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Mark Shuttleworth Still Dislikes Microsoft's Linux Deals

Canonical and Ubuntu Founder, Mark Shuttleworth, has had an interview that contains a lot of interesting information. Here is what he said about the deals with Microsoft:

9) Do you think Microsoft's patent deals are just an attempt to slow down Linux, or do you think there might be some genuine interest in cooperation?

[Mark:] That's a complicated question because it suggests that Microsoft has one single opinion. But like any large organisation, Microsoft will have people internal to it who have a variety of different opinions. So I definitely do believe that some of the folks who are working at Microsoft on the patent deals have a genuine interest in seeing interoperability across Windows and across the free software platform. Unfortunately, I think other people at Microsoft do feel it's a way of limiting the field of engagement between the free software world and the proprietary software world, and making sure that Microsoft effectively has a competitive advantage in that engagement.

At this stage, all of the deals that have been announced really are very advantageous to Microsoft, and create real barriers to the complete a pervasive adoption of free software. In addition to that, I do think that Microsoft attempts to have its own file formats declared a standard in very bad faith. Because they're pretending to create a standard when in fact the only thing that comes close to implementation of that standard is the Microsoft Office application. And the real value of a standard is to have something which is agreed upon by lots of different groups and implemented by lots of different groups. And that's just not the case with Microsoft's file formats. More importantly, I don't think they will allow other people to implement the standard, they'll simply change it to suit themselves.

So, Microsoft is a large organisation and I think there are people with good ideas and with bad ideas. It's not simple. I don't think we can simply say that the whole organisation is being constructive or unconstructive. I think we have to look at specific initiatives. Unfortunately, their OpenXML document standard initiative is being driven with poor intention at heart.


As you can see, the patent deals have a great deal to do with OOXML. Some of our readers have failed to see the connection, but given the fact that many organisation refuse to depart from Microsoft Office because of "incompatibility", the important of ODF is obvious. A universal format is desperately needed. Microsoft does not want such a format unless it controls, 'extends' it, and already has it fully implemented.

Also interesting is the following new interview with Richard Stallman. The headline says "Stallman: If you want freedom don't follow Linus Torvalds." As you may recall, Torvalds does not fight back against the Microsoft deals. He tries to keep quiet and uninvolved (the passive approach). See the links at the bottom of this post for further details.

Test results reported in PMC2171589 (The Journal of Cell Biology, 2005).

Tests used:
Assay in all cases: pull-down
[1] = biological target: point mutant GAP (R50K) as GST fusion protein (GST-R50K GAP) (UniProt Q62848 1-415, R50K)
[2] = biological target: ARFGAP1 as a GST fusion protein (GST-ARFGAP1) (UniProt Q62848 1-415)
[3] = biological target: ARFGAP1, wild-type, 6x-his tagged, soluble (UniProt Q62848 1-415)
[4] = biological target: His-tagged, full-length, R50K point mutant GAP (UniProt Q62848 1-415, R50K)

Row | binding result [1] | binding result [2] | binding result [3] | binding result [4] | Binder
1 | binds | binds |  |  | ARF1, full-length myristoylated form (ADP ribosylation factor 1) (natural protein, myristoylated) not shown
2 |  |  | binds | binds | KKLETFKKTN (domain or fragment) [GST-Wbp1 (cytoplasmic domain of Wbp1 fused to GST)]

The summary from the interview with Stallman is this:

The founder of the Free Software Foundation asks readers whether they will fight for freedom or be too lazy to resist.


Returning to the interview with Mark Shuttleworth, consider this question and answer:

10) While Richard Stallman is an outspoken critic of the so-called tivoisation, Linus Torvalds just doesn't mind when Linux is used in proprietary devices. What is your stance?

[Mark:] I do think that DRM, tivoisation, or locked down hardware and software are all a real threat to continued spread of free software. And so I very much support Richard Stallman [interview] and the Free Software Foundation in bringing those issues to the front in the debate of GPLv3.

At the same time I think we have to respect the kernel community's choice to license their software under whatever license they choose. And the kernel community has consistently taken quite an open approach to allowing people to do pretty much what they liked with the Linux kernel code. It's not entirely true, but it's true in many cases. The main thing to point out though is that this really is not an issue for free software. In Ubuntu we ship software under, maybe, a hundred and fifty different licenses. So adding GPLv3 as the hundred a fifty-first license is not a problem at all and Linux will continue to progress, regardless of whether the kernel team adopts v2 or v3. As for myself, I think v3 is a very good license, I think it went through a very strong public process, and I think it's a much better license in the end than it was when it began. So I think there's every reason for the kernel community to consider it, but if they choose not to adopt it then that's fine too.


Interesting take. Going a weeks or months back we find other yet similar perspectives.

Mark Shuttleworth quotes (about the Linux deals):

"That's extortion and we should call it what it is. To say, as [Microsoft CEO Steve] Ballmer did, that there is undisclosed balance sheet liability, that's just extortion and we should refuse to get drawn into that game..."

                                                            Source

"Microsoft is asking people to pay them for patents, but they won't say which ones. If a guy walks into a shop and says: 'It's an unsafe neighbourhood, why don't you pay me 20 bucks and I'll make sure you're okay,' that's illegal. It's racketeering. What Microsoft is doing with intellectual property is exactly the same. It's a great company and I have great admiration for it, but this was not a well considered position."

                                                            Source

Linus Torvalds about Microsoft FUD, the software licences, and the Linux deals

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